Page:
World revolution

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This article is about the concept of world revolution in Marxist theory. For other uses of the term, see World revolution (disambiguation).
"Comrade Lenin Cleanses the Earth of Filth" (1920).

World revolution is the Marxist concept of overthrowing capitalism in all countries through the conscious revolutionary action of the organized working class. These revolutions would not necessarily occur simultaneously, but where and when local conditions allowed a revolutionary party to successfully replace bourgeois ownership and rule, and install a workers' state based on social ownership of the means of production. In most Marxist schools, such as Trotskyism, the essentially international character of the class struggle and the necessity of global scope are critical elements and a chief explanation of the failure of socialism in one country.

The end goal is to achieve world socialism, and later, stateless communism.[1][2]

Communist movements

The October Revolution of 1917 in Russia sparked a revolutionary wave of socialist and communist uprisings across Europe, most notably the German Revolution, the Hungarian Revolution, Biennio Rosso and the revolutionary war in Finland with the short lived Finnish Socialist Workers' Republic, which made large gains and met with considerable success in the early stages; see also Revolutions of 1917-23.

Particularly in the years 1918-1919, it seemed plausible that capitalism would soon be swept from the European continent forever. Given the fact that European powers controlled the majority of Earth's land surface at the time, such an event could have meant the end of capitalism not just in Europe, but everywhere. Additionally, the Comintern, founded in March 1919, began as an independent international organization of communists from various countries around the world that evolved after the Russian Civil War into an essentially Soviet-sponsored agency responsible for coordinating the revolutionary overthrow of capitalism worldwide.

Revolutions are the locomotives of history.

Karl Marx [3]

With the prospect of world revolution so close at hand, Marxists were dominated by a feeling of overwhelming optimism, which in the end proved to be quite premature. The European revolutions were crushed one by one, until eventually the Russian revolutionaries found themselves to be the only survivors. Since they had been relying on the idea that an underdeveloped and agrarian country like Russia would be able to build socialism with help from successful revolutionary governments in the more industrialized parts of Europe, they found themselves in a crisis once it became clear that no such help would arrive; see Socialism in one country.

After those events and up until the present day, the international situation never came quite so close to a world revolution again. As fascism grew in Europe in the 1930s, instead of immediate revolution, the Comintern opted for a Popular Front with liberal capitalists against fascism; then, at the height of World War II in 1943, the Comintern was disbanded on the request of the Soviet Union's Western allies.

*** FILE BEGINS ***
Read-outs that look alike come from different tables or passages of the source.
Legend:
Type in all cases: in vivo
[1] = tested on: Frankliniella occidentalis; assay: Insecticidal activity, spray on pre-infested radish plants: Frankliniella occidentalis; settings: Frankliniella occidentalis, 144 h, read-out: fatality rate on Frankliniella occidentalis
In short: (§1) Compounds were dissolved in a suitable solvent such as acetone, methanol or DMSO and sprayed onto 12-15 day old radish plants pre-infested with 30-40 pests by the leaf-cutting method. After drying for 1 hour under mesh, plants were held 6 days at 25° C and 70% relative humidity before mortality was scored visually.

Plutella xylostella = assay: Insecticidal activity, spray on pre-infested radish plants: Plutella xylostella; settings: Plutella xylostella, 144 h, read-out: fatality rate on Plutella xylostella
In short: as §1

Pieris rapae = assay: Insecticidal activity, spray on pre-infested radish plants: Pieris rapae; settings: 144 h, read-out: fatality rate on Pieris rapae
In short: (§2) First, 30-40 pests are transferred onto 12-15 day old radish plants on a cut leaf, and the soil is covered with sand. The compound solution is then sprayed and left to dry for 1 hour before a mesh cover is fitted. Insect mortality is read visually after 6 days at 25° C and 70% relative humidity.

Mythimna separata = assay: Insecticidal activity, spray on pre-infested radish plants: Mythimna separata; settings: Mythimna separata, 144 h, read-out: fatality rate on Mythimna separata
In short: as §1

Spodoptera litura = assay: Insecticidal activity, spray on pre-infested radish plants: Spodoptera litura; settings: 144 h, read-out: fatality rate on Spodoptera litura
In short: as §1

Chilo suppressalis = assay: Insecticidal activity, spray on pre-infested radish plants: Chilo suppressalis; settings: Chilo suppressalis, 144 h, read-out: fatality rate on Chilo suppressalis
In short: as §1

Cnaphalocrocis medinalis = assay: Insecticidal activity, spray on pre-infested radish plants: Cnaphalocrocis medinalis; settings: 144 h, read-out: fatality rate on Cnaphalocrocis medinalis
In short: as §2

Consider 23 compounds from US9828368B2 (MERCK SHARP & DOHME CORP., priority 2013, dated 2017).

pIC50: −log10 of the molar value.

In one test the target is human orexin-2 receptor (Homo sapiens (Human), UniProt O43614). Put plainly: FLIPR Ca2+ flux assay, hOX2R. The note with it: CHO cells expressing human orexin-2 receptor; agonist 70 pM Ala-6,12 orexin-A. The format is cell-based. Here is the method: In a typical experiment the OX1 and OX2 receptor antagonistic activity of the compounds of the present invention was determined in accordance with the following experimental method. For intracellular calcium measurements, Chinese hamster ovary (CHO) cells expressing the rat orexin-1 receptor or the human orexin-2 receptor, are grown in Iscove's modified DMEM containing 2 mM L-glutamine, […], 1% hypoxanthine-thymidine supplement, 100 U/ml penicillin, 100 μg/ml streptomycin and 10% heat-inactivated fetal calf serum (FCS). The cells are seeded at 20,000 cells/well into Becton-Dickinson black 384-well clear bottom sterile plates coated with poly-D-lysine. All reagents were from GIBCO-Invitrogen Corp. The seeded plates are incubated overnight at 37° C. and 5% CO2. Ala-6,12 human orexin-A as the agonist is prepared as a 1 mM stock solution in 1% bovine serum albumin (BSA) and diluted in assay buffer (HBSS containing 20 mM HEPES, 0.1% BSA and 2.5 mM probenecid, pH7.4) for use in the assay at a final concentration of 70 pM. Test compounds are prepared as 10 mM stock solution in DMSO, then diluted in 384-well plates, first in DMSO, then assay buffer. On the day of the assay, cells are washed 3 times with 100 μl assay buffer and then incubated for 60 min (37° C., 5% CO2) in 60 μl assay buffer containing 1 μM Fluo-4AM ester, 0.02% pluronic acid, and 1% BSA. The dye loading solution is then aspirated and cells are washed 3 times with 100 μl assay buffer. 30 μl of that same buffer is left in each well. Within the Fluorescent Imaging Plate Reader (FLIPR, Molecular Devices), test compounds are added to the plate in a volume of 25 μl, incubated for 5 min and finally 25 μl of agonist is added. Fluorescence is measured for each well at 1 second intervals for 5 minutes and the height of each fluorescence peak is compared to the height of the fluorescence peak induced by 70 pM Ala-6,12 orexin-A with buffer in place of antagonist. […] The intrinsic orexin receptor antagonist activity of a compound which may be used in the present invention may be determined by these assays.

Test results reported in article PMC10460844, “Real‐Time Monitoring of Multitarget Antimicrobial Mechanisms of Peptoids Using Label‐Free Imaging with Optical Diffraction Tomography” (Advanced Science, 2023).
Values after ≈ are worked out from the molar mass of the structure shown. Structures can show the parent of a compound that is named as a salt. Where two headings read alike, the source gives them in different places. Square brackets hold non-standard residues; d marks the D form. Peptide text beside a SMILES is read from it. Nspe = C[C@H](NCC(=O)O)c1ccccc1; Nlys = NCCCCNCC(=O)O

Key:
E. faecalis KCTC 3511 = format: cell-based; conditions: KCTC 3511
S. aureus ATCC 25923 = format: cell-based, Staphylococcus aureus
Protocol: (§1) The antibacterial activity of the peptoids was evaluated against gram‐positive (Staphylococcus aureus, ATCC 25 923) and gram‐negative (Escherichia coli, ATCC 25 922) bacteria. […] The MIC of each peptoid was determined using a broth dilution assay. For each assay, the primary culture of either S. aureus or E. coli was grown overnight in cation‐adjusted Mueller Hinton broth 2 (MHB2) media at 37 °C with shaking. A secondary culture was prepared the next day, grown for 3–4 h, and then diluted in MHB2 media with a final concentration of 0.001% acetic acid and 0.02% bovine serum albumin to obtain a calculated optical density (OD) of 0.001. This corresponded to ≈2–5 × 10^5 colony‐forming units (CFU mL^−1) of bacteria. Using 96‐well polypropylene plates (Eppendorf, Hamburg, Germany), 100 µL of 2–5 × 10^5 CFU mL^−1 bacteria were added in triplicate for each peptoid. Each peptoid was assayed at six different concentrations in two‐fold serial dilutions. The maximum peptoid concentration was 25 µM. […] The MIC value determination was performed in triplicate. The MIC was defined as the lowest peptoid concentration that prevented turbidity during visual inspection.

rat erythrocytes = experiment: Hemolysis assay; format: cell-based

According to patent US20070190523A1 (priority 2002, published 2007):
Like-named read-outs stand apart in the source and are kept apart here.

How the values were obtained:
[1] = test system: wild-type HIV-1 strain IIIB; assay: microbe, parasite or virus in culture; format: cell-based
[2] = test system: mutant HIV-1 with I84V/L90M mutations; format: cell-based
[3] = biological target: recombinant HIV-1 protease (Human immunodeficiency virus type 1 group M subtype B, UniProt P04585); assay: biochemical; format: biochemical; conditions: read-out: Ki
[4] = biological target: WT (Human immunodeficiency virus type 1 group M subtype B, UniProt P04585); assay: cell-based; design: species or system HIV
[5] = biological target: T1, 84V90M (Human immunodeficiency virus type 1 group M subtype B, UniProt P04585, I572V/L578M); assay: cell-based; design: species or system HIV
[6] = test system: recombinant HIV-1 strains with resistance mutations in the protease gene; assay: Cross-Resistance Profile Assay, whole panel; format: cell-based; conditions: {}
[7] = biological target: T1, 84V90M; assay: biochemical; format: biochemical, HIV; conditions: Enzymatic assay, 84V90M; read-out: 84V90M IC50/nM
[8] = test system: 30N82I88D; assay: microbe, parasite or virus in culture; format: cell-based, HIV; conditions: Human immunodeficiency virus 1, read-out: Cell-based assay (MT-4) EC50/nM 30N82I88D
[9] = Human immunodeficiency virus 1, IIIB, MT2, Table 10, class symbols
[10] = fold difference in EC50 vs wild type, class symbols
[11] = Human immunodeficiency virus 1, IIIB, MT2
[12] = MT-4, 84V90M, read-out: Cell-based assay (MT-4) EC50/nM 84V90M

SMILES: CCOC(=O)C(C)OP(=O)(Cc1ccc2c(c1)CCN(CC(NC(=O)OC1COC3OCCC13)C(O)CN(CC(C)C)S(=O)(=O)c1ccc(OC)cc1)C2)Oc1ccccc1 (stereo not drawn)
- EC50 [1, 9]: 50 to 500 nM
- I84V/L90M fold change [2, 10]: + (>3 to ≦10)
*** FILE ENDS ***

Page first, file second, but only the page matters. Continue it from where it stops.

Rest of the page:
After World War II

A new upsurge of revolutionary feeling swept across Europe in the aftermath of World War II, though it was not as strong as the one triggered by World War I which resulted in failed (in the socialist sense) revolution in Germany and a successful one (for seventy years) in Russia. Communist parties in countries such as Greece, France, and Italy had acquired significant prestige and public support due to their activity as leaders of anti-fascist resistance movements during the war; as such, they also enjoyed considerable success at the polls and regularly finished second in elections in the late 1940s. However, none managed to finish in first and form a government. Communist parties in Eastern Europe, meanwhile, though they did win elections at around the same time, did so under circumstances regarded by some as mere show elections.

Revolts across the world in the 1960s and early 1970s, coupled with the Chinese Cultural Revolution, the establishment of the New Left together with the Civil Rights Movement, the militancy of the Black Panther Party and similar armed/insurrectionary "Liberation Front" groups around the globe, and even a bit of a resurgence in the labor movement for a time once again made it seem to some as though world revolution was not only possible, but actually imminent; thus, there was a common expression, "The East is Red, and the West is Ready". However, this radical left spirit ebbed by the mid-1970s, and in 1980s and 1990s there was a return to certain right-wing, economically conservative ideologies (spearheaded, among other examples, by Thatcherism in the United Kingdom and Reaganomics in the United States) and also free-market reforms in China and in Vietnam.

Within Marxist theory, Lenin's concept of the labor aristocracy and his description of imperialism, and – separately, but not necessarily unrelatedly – Trotsky's theories regarding the deformed workers' state, offer several explanations as to why the world revolution has not occurred to the present day. Many groups, however, such as the Progressive Labor Party (United States), still explicitly pursue the goal of worldwide communist revolution, calling it the truest expression of proletarian internationalism.

See also

References

  1. ^ The Theory of Proletarian Dictatorship and Scientific Communism by Bukharin
  2. ^ The State and Revolution — Chapter 5
  3. ^ Stalin in Power: The Revolution from Above 1928-1941 by Robert C. Tucker, W. W. Norton & Company, 1992, ISBN 0-393-30869-3, pg 608